BigLaw as Legal Fiction and the Lack of Innovation by Ron Dolin

Big Law as LEgal Fiction and the Lack of Innovation

Ron Dolin has a new article on his blog Think Outside the Bar, all about law firms & the possibility of innovation.  Here’s the intro — read the rest of the article here, at BigLaw as Legal Fiction and the Lack of Innovation.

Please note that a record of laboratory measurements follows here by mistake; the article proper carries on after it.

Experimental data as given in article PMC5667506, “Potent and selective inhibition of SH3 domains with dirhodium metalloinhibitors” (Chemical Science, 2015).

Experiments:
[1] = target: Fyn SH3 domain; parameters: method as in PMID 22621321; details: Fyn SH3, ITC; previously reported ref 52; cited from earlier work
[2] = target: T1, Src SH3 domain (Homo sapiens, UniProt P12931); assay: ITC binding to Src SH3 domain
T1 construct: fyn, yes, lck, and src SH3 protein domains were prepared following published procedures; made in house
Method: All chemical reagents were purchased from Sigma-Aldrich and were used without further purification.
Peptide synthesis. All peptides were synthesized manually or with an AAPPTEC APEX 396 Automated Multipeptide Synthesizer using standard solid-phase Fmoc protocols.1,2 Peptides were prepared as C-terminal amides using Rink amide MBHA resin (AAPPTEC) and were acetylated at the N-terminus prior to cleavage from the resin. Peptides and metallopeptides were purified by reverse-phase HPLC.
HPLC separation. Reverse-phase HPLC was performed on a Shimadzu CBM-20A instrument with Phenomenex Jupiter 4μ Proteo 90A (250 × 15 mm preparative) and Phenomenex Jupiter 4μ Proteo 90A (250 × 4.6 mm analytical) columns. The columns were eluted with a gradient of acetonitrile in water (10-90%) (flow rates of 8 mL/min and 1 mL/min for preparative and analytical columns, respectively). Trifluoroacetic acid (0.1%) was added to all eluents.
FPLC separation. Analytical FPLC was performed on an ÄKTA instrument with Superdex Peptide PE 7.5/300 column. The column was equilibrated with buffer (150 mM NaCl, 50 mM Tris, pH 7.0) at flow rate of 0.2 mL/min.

We often come across the concept of “legal fiction” in law: corporations, survivorship, adoption, real property, etc. In particular, large law firm partnerships are a legal fiction, and the fiction becomes paramount when one views the decision-making processes involved in keeping a firm viable under today’s changing ground rules. Decisions that would be in the best longterm interest of an organization are often different than those actually made by individuals within it, due to factors such as ambiguity, temporal impacts, repetition, and conflicts (see, e.g. Organizational Decision Making). In particular, though, is the issue of individual incentives. In the case of “Big Law”, these varying incentives may well be a primary cause for the slow pace of implementing the changes that are increasingly being demanded by the market.

 

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